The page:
in our workflow commits can be removed from from the tip of the branch in the
central repo. After this git pull --rebase on the "client" side may "lose"
commits, because the rewinding takes place without an fast-forwarding.

$ git log --oneline master           # example repo with 3 commits
b52b381 c3
faf6bbe c2
2ad3897 c1

$ git push origin master             # let the remote be up-to-date

$ git push origin +master^^:master   # simulate removal on remote

$ git pull --no-rebase               # pull without rebase works fine
Already up-to-date.                  # master points still to c3

$ git pull --rebase --prune          # pull --rebase with pruning also works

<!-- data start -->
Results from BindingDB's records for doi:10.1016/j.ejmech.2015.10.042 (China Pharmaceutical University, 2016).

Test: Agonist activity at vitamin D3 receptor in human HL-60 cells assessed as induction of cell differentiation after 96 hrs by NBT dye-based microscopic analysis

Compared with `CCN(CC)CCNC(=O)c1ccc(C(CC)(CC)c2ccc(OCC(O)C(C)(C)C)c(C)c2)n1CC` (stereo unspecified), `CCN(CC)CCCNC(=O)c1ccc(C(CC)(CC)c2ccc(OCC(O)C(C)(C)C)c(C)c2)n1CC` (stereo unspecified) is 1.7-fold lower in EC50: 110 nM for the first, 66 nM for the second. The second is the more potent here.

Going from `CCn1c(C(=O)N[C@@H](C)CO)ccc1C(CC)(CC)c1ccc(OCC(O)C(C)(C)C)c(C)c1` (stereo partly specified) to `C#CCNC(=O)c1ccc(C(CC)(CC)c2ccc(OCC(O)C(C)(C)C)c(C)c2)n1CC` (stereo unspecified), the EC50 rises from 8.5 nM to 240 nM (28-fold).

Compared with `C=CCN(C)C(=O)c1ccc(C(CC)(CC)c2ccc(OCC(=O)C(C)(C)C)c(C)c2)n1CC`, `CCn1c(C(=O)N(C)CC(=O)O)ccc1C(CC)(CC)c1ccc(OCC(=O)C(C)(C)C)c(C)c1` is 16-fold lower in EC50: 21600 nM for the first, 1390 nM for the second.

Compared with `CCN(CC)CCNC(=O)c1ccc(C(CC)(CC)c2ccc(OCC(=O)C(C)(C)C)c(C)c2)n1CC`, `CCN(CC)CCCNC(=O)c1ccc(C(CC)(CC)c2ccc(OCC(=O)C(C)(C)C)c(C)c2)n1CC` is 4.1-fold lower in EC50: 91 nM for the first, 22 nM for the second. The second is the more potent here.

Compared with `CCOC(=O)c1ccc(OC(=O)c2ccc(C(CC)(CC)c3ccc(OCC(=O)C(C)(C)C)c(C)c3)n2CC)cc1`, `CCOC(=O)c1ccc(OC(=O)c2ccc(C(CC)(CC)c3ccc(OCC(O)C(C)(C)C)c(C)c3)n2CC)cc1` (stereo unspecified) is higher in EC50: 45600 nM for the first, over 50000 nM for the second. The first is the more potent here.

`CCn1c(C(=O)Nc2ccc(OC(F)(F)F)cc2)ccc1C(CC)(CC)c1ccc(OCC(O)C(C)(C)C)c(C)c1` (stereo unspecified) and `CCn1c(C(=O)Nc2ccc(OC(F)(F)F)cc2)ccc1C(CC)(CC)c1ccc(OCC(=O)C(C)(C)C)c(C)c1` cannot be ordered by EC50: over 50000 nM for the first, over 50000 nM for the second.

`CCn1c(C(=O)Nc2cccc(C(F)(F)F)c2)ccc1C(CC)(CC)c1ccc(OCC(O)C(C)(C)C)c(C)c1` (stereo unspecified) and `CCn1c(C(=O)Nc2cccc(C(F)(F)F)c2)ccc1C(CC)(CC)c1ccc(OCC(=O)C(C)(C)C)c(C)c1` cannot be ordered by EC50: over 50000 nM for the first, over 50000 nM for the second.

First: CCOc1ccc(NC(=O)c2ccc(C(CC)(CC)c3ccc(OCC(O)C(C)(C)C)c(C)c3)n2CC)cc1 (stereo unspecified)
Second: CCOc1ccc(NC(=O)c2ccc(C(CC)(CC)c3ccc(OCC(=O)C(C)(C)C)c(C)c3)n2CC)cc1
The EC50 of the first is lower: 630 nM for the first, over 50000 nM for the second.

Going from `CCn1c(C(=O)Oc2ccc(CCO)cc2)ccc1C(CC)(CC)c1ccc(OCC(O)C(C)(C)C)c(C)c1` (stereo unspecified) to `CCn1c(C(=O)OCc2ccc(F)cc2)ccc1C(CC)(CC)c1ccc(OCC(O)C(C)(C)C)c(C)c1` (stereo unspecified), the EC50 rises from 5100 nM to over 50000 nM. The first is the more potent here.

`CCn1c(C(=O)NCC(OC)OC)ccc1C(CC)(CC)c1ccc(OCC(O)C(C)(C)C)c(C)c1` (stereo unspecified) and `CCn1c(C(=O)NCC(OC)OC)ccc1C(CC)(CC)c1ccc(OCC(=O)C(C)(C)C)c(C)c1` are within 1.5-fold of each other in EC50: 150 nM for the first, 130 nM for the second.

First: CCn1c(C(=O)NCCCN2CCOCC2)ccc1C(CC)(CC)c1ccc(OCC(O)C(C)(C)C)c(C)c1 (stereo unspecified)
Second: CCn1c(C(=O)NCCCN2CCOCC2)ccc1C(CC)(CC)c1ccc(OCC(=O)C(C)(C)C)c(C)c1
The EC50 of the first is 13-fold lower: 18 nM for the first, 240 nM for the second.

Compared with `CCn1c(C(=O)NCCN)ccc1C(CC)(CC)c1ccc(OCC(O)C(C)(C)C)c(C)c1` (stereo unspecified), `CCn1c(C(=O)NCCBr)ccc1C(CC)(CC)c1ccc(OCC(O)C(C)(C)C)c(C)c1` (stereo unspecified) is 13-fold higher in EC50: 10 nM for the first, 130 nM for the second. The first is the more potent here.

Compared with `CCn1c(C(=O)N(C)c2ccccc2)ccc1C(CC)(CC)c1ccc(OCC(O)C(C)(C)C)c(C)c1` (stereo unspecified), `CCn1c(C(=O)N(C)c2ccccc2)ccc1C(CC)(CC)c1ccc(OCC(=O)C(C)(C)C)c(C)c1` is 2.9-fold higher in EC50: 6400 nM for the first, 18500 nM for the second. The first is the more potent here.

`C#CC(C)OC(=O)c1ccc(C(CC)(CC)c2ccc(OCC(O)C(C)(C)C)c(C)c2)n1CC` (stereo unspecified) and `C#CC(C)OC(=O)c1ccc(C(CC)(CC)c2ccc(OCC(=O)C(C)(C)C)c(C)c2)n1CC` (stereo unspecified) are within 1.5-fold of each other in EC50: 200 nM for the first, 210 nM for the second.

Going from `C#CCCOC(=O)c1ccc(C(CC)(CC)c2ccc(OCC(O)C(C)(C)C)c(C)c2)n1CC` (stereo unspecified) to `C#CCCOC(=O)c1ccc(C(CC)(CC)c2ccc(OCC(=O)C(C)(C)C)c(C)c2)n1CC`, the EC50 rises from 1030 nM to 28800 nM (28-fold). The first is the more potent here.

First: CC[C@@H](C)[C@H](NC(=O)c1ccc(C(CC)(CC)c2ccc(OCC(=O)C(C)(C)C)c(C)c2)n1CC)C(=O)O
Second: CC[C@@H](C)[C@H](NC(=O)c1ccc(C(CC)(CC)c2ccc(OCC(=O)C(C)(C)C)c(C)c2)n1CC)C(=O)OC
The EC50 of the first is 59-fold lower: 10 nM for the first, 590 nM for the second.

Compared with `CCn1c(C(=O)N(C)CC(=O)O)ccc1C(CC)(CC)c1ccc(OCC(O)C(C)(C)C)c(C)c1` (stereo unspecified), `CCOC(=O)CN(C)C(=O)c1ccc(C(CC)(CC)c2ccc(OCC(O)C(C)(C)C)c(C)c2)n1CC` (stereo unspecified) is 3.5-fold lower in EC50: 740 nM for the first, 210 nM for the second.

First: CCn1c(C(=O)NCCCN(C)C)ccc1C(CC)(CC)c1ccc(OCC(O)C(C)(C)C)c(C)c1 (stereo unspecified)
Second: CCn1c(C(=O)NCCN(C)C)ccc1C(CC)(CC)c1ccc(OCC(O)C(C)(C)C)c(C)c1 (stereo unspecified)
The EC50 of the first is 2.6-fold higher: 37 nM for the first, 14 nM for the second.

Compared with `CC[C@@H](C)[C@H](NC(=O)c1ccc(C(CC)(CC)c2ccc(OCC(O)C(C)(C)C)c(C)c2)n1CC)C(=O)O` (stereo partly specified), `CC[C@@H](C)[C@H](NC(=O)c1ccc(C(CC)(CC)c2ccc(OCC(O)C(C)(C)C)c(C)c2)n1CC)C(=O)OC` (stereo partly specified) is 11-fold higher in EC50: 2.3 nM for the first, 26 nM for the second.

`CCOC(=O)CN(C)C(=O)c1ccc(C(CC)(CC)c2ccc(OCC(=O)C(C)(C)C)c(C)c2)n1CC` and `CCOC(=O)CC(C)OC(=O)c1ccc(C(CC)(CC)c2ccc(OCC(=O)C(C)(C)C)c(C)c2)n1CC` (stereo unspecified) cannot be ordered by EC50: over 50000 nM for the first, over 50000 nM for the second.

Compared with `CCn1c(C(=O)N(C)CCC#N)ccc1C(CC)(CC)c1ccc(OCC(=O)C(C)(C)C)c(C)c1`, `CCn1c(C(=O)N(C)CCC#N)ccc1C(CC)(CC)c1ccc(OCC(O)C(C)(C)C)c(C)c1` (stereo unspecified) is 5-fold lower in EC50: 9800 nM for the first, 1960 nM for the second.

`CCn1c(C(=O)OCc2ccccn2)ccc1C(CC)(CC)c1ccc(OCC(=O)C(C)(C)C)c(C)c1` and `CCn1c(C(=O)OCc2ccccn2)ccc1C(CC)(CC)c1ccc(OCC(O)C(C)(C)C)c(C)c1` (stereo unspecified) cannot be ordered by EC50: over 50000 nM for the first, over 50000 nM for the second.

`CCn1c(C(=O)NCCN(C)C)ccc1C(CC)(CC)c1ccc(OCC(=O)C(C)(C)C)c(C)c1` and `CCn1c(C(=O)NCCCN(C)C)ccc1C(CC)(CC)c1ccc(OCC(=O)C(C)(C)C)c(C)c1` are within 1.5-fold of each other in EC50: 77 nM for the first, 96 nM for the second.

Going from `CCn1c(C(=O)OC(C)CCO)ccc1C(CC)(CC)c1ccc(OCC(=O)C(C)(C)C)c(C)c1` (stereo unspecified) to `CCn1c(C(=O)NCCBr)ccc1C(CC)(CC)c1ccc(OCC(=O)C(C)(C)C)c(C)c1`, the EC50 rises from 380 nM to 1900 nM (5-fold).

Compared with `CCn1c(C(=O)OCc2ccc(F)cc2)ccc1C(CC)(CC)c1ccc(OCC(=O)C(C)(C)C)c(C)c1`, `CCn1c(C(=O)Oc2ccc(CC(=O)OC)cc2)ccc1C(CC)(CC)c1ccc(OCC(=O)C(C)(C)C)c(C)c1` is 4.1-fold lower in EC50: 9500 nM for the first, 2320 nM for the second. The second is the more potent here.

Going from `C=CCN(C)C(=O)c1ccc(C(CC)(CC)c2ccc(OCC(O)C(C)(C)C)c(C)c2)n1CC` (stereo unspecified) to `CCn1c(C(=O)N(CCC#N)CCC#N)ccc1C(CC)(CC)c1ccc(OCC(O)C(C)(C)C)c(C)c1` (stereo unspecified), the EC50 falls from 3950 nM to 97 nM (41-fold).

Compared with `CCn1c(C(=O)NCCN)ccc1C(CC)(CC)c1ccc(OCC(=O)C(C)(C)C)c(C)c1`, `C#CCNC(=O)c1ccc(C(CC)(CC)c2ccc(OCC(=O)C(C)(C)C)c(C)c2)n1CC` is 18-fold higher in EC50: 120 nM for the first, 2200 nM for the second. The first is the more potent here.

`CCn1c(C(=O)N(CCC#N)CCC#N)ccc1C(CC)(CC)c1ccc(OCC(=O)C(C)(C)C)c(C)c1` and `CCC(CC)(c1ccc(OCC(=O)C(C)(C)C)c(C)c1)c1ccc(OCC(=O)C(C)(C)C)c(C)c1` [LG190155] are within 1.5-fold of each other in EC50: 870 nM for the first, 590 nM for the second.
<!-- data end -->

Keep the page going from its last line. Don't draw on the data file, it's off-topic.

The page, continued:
Current branch master is up to date. # master points still to c3

$ git pull --rebase # git pull --rebase does part of its job
First, rewinding head to replay your work on top of it...

$ git log --oneline master # commits c2 and c3 are "lost" on master
2ad3897 c1

The actual workflow is that the commits are removed in the post-receive
hook of the central repo and send to an automatic test. After this passes
the commit is sent to svn and the result is then put to the top of the
branch.In case of a failure, the user should still have his commits in
his repo, so he could amend it and send again.
Using -p with git pull is currently the workaround to this.


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